I’m not your average “status update” (linkless) type of tweeter.
Most of my tweets are retweets of awesome content that I’ve run across. I still take time to engage and interact with others by joining conversations and responding to the tweets of others, but I rarely tweet just to give an update.
Some people might argue that is not the most engaging way to interact on Twitter, but since it works for me when it comes to networking and bringing traffic to my blog, I’ll continue my practices.
Perhaps, it works for me because I go out of my way to promote other people’s posts – not just my own. Maybe it’s also because I do my best to spice up my tweets. I even do this when retweeting other people’s stuff.
This makes what I’m tweeting a little more inviting and more likely that my tweets will get clicked.
I’m also not afraid to retweet my blog post links throughout the day, but I definitely try to change them up a bit.
For example, I might start with:
10 Ways I like to Thank Twitter Followers for Retweets http://t.co/vzi3ffb
then a few hours later, I might tweet:
When I see someone has RTd or done something to promote a post of mine, I like to return the favor in unexpected ways http://t.co/vzi3ffb
This actually reveals a little more about the post, making it a bit more interesting. If someone wants to view my Twitter stream, they won’t be bombarded with the same tweet over and over again – plus, it provides more opportunities for click-through. A viewer might be more compelled to click the same link with a different description.
Here’s what I do to switch things up and get people clicking:
Use the blog post’s title without the “|Website Identification” –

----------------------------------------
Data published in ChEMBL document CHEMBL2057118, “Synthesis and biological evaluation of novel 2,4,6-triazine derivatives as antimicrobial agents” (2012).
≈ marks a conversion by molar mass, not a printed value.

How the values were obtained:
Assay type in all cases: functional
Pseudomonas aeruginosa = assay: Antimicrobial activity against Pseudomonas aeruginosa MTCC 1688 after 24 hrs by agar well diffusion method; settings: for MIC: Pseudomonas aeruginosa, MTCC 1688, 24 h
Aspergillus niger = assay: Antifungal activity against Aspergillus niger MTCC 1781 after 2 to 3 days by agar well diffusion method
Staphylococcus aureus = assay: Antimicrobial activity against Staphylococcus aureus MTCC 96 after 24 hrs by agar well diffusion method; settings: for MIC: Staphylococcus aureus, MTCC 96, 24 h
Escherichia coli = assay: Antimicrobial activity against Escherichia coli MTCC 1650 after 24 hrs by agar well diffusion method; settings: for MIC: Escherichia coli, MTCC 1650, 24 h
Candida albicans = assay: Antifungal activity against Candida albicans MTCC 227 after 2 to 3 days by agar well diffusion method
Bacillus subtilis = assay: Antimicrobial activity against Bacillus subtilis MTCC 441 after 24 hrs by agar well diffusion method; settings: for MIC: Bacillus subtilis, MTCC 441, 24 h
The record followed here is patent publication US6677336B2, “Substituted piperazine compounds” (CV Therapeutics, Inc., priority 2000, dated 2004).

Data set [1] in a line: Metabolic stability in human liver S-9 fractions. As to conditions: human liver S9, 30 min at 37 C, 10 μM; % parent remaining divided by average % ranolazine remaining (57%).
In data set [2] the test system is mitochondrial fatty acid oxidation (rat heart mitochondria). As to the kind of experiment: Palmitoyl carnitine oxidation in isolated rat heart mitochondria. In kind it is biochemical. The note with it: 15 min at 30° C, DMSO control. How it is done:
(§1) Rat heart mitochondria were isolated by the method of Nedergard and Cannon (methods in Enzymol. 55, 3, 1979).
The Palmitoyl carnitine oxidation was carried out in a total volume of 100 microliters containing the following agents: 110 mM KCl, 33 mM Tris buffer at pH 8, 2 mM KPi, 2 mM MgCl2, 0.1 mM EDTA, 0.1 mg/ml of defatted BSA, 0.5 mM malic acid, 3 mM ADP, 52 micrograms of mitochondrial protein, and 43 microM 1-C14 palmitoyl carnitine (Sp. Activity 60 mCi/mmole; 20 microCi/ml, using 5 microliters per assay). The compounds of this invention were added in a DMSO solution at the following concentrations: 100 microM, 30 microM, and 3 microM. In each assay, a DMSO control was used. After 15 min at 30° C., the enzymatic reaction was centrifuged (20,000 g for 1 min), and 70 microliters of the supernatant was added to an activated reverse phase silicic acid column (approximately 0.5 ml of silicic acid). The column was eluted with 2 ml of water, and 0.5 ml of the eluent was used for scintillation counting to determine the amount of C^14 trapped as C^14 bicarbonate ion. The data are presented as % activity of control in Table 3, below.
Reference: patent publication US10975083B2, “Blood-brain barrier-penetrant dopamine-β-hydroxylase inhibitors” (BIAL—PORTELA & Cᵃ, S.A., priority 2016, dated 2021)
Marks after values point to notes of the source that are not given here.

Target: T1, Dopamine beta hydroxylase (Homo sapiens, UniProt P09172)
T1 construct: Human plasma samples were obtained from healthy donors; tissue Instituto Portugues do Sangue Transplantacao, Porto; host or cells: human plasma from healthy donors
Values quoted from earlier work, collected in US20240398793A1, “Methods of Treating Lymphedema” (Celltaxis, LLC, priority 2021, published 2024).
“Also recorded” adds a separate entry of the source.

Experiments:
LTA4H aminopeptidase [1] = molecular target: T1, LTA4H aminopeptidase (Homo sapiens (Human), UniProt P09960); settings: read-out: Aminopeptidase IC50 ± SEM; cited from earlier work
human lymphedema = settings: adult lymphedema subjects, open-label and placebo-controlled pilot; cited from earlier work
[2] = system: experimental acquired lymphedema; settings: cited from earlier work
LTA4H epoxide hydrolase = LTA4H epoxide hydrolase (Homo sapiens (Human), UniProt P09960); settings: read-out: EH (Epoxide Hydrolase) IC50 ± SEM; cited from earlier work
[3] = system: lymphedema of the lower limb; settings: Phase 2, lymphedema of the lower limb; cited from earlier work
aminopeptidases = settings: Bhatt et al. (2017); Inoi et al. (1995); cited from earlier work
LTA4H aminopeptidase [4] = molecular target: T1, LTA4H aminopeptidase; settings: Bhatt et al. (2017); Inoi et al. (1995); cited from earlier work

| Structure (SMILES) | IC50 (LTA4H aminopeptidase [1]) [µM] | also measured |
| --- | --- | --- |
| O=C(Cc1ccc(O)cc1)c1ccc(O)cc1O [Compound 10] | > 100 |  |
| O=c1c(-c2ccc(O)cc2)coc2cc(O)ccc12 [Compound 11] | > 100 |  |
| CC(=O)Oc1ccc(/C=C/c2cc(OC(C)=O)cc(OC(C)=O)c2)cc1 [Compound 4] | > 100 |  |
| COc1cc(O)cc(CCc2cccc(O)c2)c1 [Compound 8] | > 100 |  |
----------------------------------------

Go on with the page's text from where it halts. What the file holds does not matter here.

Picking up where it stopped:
It’s not really necessary. It’s distracting and takes up space you could be using to add more spice. But this won’t work as well if you’re not creating catchy headlines for your posts in the first place.
Use key sentences from the post –
That’s how I’m able to change up my tweets. I might be tweeting the same link, but the text is a different because I’m using different pieces from the post.
If you’re promoting your own posts, try to limit those tweets to no more than 4-5 per day, spaced out by no less than 2-3 hours. I know there are people who think tweeting every 15 minutes during the first couple of hours after a blog update is a good idea, but I think all you’re going to do is irritate the spit out of the people who are online during that time.
Spacing out your tweets makes it less likely that people will get annoyed and it also opens your tweets up to be seen by a new audience, since different tweeters log on at different times.
Use numbers even if they aren’t in the title –
Don’t be afraid to add numbers if it’s relevant, for example if your post does in fact, contain 3 suggestions, highlight that in your tweet.
Ask a question –
Your post title doesn’t have to be a question, but you can spark conversation by converting it to a question if it isn’t already.
4 Ways You’re Destroying Your Credibility and 5 Tips To Avoid It http://t.co/NiObWyU RT @HectorCuevas
Are you destroying your blogging credibility? Want to know how to avoid it? http://t.co/NiObWyU RT @HectorCuevas
Retweet the work of others
When retweeting the work of others, move the “RT @mention” to the end of the tweet to draw more attention to the content and the link. The @mention will be seen by the intended person, but it won’t distract other viewers.
For example, I might tweet:
10 Questions for Planning Out a Year of Blogging RT @fuelblogging http://bit.ly/fxJbfw
@Mention the Guest Poster
When you’re tweeting a post written by a guest poster, take a moment to add the guest poster’s Twitter ID to the tweet. Since they’re not the site owner, the tweet is not going to automatically show up in their @mentions and they may never know that you enjoyed and retweeted the post. That also means you’ve missed out on a great networking opportunity.
Most guest posts have an author’s bio section that usually contains the Twitter ID. If not, don’t be afraid to visit their blog; usually the information you need is right there in the sidebar.
So whenever I read a guest post that I like, I might tweet:
Targeted Internet Marketing Looses to Information Overload? http://bit.ly/fChjT5 RT @tnsblog @webtrafficcafe
Of course this is not a science that will repeat the same results every time; tweeting is an art. So play around with the way you construct your tweets and find out what works best for you.
Read more on how to get RTed:
Image Credit: http://twittercism.com/magic-retweet-number/